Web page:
I have a 14-month-old who doesn't want to do anything that isn't a risk to life or property.
Set him down beside his stroller, Alister takes off giggling down the block. Leave the gate unlatched while you run upstairs to raid the change dish, he's teetering on the landing. Turn your back for a second, and he's on a step stool — his arm extended to the farthest edge of his reach and one foot half off the edge of the stool — endeavouring to retrieve a framed poster from the wall.
He breaks wine glasses. He has opened the oven door (yes, we need a lock for the stove!). He has no regard for traffic. He cares barely a whit for toys, but loves electric toothbrushes, remote controls and our cordless phone (if he pushes the right buttons, a nice lady comes on the line and says, "You must dial one or zero before the number..."). He has ruined one Blackberry and very nearly threw another in the bathtub.
He climbs onto the back of chairs, steps down, claps for himself, repeats. Sometimes he falls off things. Hard-earned lesson that keeps him on the floor for a while, you might think? No, he just uses the experience to hone is object-scaling skills.
This would all be fine, apart from the fact that we have other things to do than to stand within an arm's reach of our toddler. We joke that we need an extra adult in the house just to spot Alister in his quest for precipices and toxic substances.
Sometimes we allow him to make messes and waste things (or electricity — the fridge door is just full of interesting bottles and jars!) just because it will occupy him for, say, one minute. My older child, Cameron, wanted me to read him Batman book the other day, so we sat on a chair in the kitchen, where I could ensure that Alister didn't touch the stove where dinner was cooking. Alister attacked the Saran wrap drawer, pulling apart two boxes of sandwich bags and about 10 feet of wax paper. But that wax paper got me to the part where Batman escorted Joker to the squad car, so it seemed worth it. When Alister was unusually quiet in our ensuite bathroom this morning, my investigation revealed the tiny cost of peace. "This uninterrupted dressing time was brought to you by... a couple of wasted Chapsticks," I told to my husband.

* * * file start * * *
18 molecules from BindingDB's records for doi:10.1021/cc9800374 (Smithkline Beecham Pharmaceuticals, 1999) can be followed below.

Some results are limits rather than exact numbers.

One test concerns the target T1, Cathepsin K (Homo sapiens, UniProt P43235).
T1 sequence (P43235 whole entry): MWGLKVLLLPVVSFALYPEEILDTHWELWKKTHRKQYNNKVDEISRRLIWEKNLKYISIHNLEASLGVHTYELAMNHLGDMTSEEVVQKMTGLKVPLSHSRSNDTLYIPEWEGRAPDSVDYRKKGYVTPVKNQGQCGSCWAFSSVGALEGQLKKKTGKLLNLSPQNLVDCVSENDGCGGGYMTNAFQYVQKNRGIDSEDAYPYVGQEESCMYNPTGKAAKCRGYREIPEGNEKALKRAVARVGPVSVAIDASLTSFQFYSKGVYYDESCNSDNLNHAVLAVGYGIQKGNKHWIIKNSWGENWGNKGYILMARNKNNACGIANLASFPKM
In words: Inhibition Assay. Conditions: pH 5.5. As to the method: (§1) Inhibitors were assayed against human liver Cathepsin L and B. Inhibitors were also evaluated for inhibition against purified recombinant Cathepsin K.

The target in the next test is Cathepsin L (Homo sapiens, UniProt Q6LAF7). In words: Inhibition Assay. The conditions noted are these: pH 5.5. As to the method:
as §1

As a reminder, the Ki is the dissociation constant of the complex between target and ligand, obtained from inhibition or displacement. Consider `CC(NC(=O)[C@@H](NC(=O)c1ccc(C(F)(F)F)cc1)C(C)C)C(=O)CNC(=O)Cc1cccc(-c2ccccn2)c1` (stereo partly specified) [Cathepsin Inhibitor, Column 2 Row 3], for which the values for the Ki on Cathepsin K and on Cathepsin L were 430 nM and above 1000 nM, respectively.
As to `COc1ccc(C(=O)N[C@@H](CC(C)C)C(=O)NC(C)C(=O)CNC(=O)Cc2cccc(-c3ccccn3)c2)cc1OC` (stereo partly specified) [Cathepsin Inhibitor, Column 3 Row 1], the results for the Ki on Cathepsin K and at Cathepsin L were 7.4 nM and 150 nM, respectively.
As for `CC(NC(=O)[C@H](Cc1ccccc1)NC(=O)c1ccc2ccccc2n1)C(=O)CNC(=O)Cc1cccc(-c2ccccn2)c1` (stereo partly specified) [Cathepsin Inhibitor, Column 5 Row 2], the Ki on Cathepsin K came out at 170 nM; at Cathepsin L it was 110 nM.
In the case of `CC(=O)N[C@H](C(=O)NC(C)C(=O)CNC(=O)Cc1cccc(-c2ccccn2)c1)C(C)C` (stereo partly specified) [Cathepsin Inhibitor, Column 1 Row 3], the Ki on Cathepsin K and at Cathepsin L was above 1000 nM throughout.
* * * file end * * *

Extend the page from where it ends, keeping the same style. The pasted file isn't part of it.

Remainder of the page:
I know that this is a story that will sound familiar to any parent of an active baby or toddler. And I try to remind myself that it sucks to be two feet tall (imagine, a whole world of knee caps and counters you can't see over). Still, as a busy mom of two with not a lot of extra patience, it's sometimes hard for me to parent him in a way that conceals the fact that I think he's a huge pain in the bum (a cute, lovable pain in the bum, but a pain in the bum, nonetheless).
On the flip side, his adventurous also means he can play with his brother, who's four years older. His physical nature helps him bridge the age gap. He's tough enough to wrestle bigger kids and loves the mayhem of a crazy playdate.
And he's my last baby, and that's what I remind myself when a bowl of Cheerios is hurtling past my head.